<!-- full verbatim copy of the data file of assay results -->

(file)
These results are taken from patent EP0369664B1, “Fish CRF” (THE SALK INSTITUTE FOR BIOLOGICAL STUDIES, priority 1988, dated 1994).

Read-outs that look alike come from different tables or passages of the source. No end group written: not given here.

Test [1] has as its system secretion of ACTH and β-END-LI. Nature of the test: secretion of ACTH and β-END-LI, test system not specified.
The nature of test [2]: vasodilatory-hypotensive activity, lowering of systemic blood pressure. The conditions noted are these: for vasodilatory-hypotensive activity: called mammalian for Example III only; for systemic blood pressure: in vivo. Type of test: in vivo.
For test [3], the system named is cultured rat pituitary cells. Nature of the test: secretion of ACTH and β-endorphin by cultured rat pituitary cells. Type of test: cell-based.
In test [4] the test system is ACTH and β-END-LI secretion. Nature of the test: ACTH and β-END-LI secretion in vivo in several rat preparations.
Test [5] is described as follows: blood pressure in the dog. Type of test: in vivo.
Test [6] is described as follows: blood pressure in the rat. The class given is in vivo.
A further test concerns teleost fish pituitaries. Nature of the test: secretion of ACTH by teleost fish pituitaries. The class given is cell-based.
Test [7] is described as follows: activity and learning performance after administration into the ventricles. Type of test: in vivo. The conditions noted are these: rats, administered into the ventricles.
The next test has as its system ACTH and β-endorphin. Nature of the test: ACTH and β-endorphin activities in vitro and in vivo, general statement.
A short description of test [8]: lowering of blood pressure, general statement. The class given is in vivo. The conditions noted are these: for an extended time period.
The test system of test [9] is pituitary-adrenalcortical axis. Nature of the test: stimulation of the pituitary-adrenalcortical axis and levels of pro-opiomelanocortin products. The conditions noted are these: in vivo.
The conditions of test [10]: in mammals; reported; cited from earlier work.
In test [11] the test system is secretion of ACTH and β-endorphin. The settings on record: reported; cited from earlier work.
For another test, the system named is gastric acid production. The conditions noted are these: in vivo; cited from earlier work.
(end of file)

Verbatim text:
These results are taken from patent EP0369664B1, “Fish CRF” (THE SALK INSTITUTE FOR BIOLOGICAL STUDIES, priority 1988, dated 1994).

Read-outs that look alike come from different tables or passages of the source. No end group written: not given here.

Test [1] has as its system secretion of ACTH and β-END-LI. Nature of the test: secretion of ACTH and β-END-LI, test system not specified.
The nature of test [2]: vasodilatory-hypotensive activity, lowering of systemic blood pressure. The conditions noted are these: for vasodilatory-hypotensive activity: called mammalian for Example III only; for systemic blood pressure: in vivo. Type of test: in vivo.
For test [3], the system named is cultured rat pituitary cells. Nature of the test: secretion of ACTH and β-endorphin by cultured rat pituitary cells. Type of test: cell-based.
In test [4] the test system is ACTH and β-END-LI secretion. Nature of the test: ACTH and β-END-LI secretion in vivo in several rat preparations.
Test [5] is described as follows: blood pressure in the dog. Type of test: in vivo.
Test [6] is described as follows: blood pressure in the rat. The class given is in vivo.
A further test concerns teleost fish pituitaries. Nature of the test: secretion of ACTH by teleost fish pituitaries. The class given is cell-based.
Test [7] is described as follows: activity and learning performance after administration into the ventricles. Type of test: in vivo. The conditions noted are these: rats, administered into the ventricles.
The next test has as its system ACTH and β-endorphin. Nature of the test: ACTH and β-endorphin activities in vitro and in vivo, general statement.
A short description of test [8]: lowering of blood pressure, general statement. The class given is in vivo. The conditions noted are these: for an extended time period.
The test system of test [9] is pituitary-adrenalcortical axis. Nature of the test: stimulation of the pituitary-adrenalcortical axis and levels of pro-opiomelanocortin products. The conditions noted are these: in vivo.
The conditions of test [10]: in mammals; reported; cited from earlier work.
In test [11] the test system is secretion of ACTH and β-endorphin. The settings on record: reported; cited from earlier work.
For another test, the system named is gastric acid production. The conditions noted are these: in vivo; cited from earlier work.